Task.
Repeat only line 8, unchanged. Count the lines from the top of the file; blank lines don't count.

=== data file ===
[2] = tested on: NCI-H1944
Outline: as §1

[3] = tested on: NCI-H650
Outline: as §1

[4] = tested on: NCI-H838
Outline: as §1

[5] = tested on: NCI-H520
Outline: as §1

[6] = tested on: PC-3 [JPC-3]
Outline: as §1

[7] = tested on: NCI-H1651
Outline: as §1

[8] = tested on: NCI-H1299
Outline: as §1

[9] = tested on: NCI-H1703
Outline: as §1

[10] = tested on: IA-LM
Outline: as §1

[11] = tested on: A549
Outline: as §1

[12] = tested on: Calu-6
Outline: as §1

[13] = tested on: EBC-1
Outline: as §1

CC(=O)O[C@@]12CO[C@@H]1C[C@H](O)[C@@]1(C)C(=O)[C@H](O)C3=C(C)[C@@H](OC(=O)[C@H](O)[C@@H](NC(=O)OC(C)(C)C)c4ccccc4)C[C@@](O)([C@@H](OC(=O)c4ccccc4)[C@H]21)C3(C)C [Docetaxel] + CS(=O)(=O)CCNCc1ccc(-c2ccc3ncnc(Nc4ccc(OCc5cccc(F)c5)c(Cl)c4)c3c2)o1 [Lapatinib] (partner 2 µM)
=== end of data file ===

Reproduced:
Outline: as §1